Mathieu van der Poel is a few minutes late to our video call because he’s in an appointment with an osteopath. It’s a fitting representation of what the Dutchman’s life during training camp for the next few weeks will look like: days shaped by training, recovering and receiving treatment for his back.
“Now I’m in Spain, we'll invest a lot of time and energy again to get the back fixed,” Van der Poel says. “It's been an issue since my crash in the Olympics but I’ve tried to work on it as best as possible to be in shape for the Worlds.”
The dreaded day in the Tokyo 2020 Olympic XCO race which Van der Poel references had repercussions that have followed the Dutch rider ever since. No one will remember it better than him: the way the bike flew out of his grasp and clattered down the rocks beneath him, how he tumbled like a rag doll behind it and was able to stand up straight away, but then had to gather himself by the side of the track, shaken and surprised, mouth grimacing in agony.
Van der Poel before the Val di Sole UCI Cyclo-cross World Cup (Image: Alex Whitehead/SWpix)
Since then, injuries have followed Van der Poel like a bad smell. The back pain has kept returning, and a separate knee injury forced the Alpecin-Deceuninck rider to have surgery at the start of 2022 to remove scar tissue. Wins in the Tour of Flanders and in the Giro d’Italia last year looked like a sure sign that Van der Poel was back to his best, but those tell-tale indications of returned discomfort in his back came to light again in recent cyclo-cross races.
At the Zonhoven World Cup last week, the 27-year-old could be seen getting out of the saddle to stretch his back during the race, eventually finishing a distant second to Wout van Aert. “It’s not going how I like it. My back is hurting again and it’s a bit frustrating,” he said after the race. “It’s not fun to race 'cross at the moment.”
Naturally, Van der Poel’s performance and words in Zonhoven has raised some questions about his participation in the World Championships that take place at the start of February. Many fans were expecting – and hoping for – a big showdown between the Dutch rider and his long-time rival, Wout van Aert, but even Van der Poel himself is realistic about the likelihood of this happening if he can’t get his injury under control during his training camp.
“It will be difficult [to beat Van Aert],” Van der Poel admits. “But it's always been like this. I need to be on my top level to beat him. It's the same the other way around, of course. I hope we are both in good health at the start. We will see who is the strongest that day.”
It’s true that throughout this cyclo-cross season, the two riders have been virtually evenly matched. Van der Poel won in the World Cup in Antwerp, then Van Aert took the spoils at the Exact Cross in Mol a few days later. Then, it was back to Van der Poel taking victory at the World Cup in Gavere but Van Aert beat him in the Superprestige in Zolder a day later. Azencross at the end of December was won by the Belgian, but Van der Poel won at the X2O Trofee in Herentals afterwards. Each rider’s form has been yo-yoing, and, until Van der Poel’s recent back problems emerged, it would have been hard to place a confident bet on one to beat the other. Such a hard-fought rivalry undoubtedly impacts their personal relationship, and Van der Poel speaks openly about how they will probably never be close friends.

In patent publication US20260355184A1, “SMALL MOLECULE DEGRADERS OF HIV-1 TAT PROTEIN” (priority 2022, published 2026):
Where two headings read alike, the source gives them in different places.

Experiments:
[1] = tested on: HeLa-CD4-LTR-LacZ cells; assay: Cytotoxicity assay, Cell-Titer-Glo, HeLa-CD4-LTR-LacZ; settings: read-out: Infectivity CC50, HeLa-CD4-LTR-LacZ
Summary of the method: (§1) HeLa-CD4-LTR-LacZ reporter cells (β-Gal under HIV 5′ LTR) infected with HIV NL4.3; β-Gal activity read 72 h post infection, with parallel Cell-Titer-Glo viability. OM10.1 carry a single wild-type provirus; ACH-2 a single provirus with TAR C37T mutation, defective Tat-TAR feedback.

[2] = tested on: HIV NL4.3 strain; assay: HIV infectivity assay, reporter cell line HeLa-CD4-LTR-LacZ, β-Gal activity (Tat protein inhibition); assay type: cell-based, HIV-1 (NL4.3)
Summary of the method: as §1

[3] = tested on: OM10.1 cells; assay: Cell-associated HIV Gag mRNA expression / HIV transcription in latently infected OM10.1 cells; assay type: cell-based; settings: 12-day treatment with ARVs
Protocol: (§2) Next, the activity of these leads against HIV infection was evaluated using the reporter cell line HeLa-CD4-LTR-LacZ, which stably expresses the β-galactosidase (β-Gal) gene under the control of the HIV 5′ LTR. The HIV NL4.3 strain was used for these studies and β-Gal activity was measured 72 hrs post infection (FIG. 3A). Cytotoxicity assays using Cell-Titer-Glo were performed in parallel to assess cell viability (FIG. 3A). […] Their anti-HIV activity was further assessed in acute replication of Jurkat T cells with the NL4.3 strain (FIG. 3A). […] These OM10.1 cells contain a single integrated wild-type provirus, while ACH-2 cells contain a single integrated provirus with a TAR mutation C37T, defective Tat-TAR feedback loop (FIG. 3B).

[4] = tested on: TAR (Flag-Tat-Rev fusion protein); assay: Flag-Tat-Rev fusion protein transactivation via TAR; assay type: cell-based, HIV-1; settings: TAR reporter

“I think there's mutual respect between us but it's difficult to be best friends,” he says. “We are each other's rivals and I think that a lot of times if we can beat each other, we can win the race, so it makes it difficult to really be friends but I think there's always some respect between us.”
Van der Poel, Pidcock and Van Aert on the podium after the SuperPrestige in Diegem (Image: Nico Vereecken/PN/Cor Vos/SWpix)
The third prong to Van der Poel and Van Aert’s cyclo-cross rivalry is often the young British talent, Tom Pidcock. Many describe the trio as “the big three” in cyclo-cross, as they regularly ride away from the rest of the field, seemingly in a league of their own. I wonder if Van der Poel can put his finger on what makes them stand out from the other riders in the field.
“We have the benefit of doing the big races on the road, we did some Grand Tours and I think that makes you a better rider in the end,” he says, “It helps you as well, as strange as it seems, to be better in cyclo-cross, because the engine is bigger after the road season and if you then do some specific training, that makes you a better rider.”
Van der Poel also attributes a lot of his personal success to his happiness on Alpecin-Deceuninck, a team he has been part of for close to a decade. “I feel at home here and it's a really familial atmosphere,” he says. “I've seen it grow from quite a cool project and we’ve now gone up to the WorldTour, the highest level of cycling. It was cool to see it grow from a small cyclo-cross team to what we have now.”
The Dutch team has dedicated huge resources to keep Van der Poel as a part of its setup, and will continue to do so despite his recent setbacks. Looking aheard to the future, Van der Poel says his ultimate dream is to win the World Championships road race – a goal he is motivated to reach before his career is complete. Short term, though, no one knows how the weeks ahead will go for Van der Poel, or if the osteopath treatment he’s receiving will have enough of an impact to put him in winning condition for the cyclo-cross Worlds in just over two weeks' time.
Admirably, however, the Dutchman remains confident and calm about his situation, appearing level-headed and optimistic. “It would be easy if everything always goes to plan,” he says with a smile. “The last few years, I've had some problems with the back and that's frustrating, for sure, but you always try to make the best out of it and try to be ready for the next challenge.”
Cover image: Nico Vereecken/PN/Cor Vos/SWpix